Black Beans

Using just black beans with their creamy, mild taste is another delicious option for my Instant Pot Bean Soup. I like adding cumin to black beans because it has a deep earthy and hearty flavor with a hint of citrus zing.  Cumin will really makes black beans shine.  A delicious topping would be sour cream or plain yogurt.  Salsa would also be great, and store bought is fine––try mixing an avocado into the salsa.

Toppings are not just for pizza, and are most welcome with my Instant Pot Bean Soup.  If you are using a bean mix I like topping with a thick slice of parmesan cheese or my Cheese Crips.  If you want more of a bright herby topping try my Arugula Chimichurri or my Avocado Green Goddess Dressing.

Let’s Get Cooking!

Follow this simple recipe for a simple vegetarian meal.  You can feel free to double the recipe, it freezes very well!  All the toppings I talked about are optional, but really help if you are feeding something that is bean-averse. Enjoy!

Similar Pages

Looking for other bean recipes? Try my Easy Baked Beans, Mandarin Orange Salad with Black Beans or my Instant Pot Black Eyed Peas. 

References

  1. Publishing HH. Meat or beans: What will you have? Part I: Meat. Harvard Health. https://www.health.harvard.edu/staying-healthy/meat-or-beans-what-will-you-have-part-i-meat. Accessed February 29, 2020.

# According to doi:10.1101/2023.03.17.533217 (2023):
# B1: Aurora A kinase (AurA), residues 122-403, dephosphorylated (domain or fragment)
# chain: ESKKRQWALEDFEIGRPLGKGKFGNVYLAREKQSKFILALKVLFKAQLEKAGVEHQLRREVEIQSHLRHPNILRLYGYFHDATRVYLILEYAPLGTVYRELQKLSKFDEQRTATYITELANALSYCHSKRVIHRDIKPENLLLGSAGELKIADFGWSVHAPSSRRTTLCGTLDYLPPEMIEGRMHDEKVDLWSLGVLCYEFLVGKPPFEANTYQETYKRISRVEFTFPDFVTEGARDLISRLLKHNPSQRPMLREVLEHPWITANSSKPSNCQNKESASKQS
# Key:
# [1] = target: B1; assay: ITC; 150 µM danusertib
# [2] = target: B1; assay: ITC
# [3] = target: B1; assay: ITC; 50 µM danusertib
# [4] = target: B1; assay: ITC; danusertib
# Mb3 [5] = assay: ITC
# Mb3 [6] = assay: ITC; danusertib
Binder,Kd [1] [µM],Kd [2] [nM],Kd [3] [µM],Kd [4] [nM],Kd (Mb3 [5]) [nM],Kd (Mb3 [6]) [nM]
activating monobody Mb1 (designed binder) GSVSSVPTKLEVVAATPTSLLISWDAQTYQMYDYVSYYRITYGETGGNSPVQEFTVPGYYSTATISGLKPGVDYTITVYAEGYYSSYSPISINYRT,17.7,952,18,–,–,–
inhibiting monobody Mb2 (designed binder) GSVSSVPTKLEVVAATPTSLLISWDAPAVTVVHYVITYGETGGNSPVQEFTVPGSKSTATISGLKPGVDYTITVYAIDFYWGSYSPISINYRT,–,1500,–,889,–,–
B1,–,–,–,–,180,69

2. Garden-Robinson and McNeal – NUTRITION, HEALTH BENEFITS, PREPARATION AND USE IN.pdf. https://www.ag.ndsu.edu/publications/food-nutrition/all-about-beans-nutrition-health-benefits-preparation-and-use-in-menus/fn1643.pdf. Accessed February 29, 2020.
  3. Winham DM, Hutchins AM. Perceptions of flatulence from bean consumption among adults in 3 feeding studies. Nutr J. 2011;10:128. doi:10.1186/1475-2891-10-128
instant pot bean soup

Instant pot bean soup

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Print Pin Rate
Course: Main Course, Soup
Keyword: soup, vegan, vegetarian
Prep Time: 15 minutes
Cook Time: 50 minutes
Natural release: 10 minutes
Total Time: 1 hour 15 minutes
Servings: 8 servings
Author: Chef Abbie Gellman RD

Ingredients

  • 1 tsp extra virgin olive oil
  • 1 onion diced
  • 2 stalks celery diced
  • 2 carrots diced
  • 1 pound bag dried beans any type of combination you like
  • 4 cups water
  • 4 cups unsalted vegetable stock
  • 2 bay leaves
  • 1 tablespoon dried parsley
  • 1 tablespoon dried oregano
  • 1 tablespoon dried thyme
  • 1 14.5 oz can diced tomatoes with liquid
  • 3 tablespoons lemon juice
  • 1 teaspoon kosher salt
  • ¼ teaspoon ground black pepper

Instructions

  • Press the “Sauté” button on the Instant Pot. Once preheated, add olive oil and onion, celery, and carrots. Sauté for 5 minutes, stirring frequently.
  • Add beans, water, stock, bay leaves, parsley, oregano, and thyme. Put the lid on the pot, making sure the valve is set to “Sealing.” Press the “Manual” button and set to high pressure for 45 minutes.
  • When the cooking cycle is complete, allow the pressure to naturally release for approximately 20 minutes, then quick release any remaining pressure.
  • Mix in tomatoes, lemon juice, salt, and pepper.
  • Mash some of the beans to thicken, if desired.

Video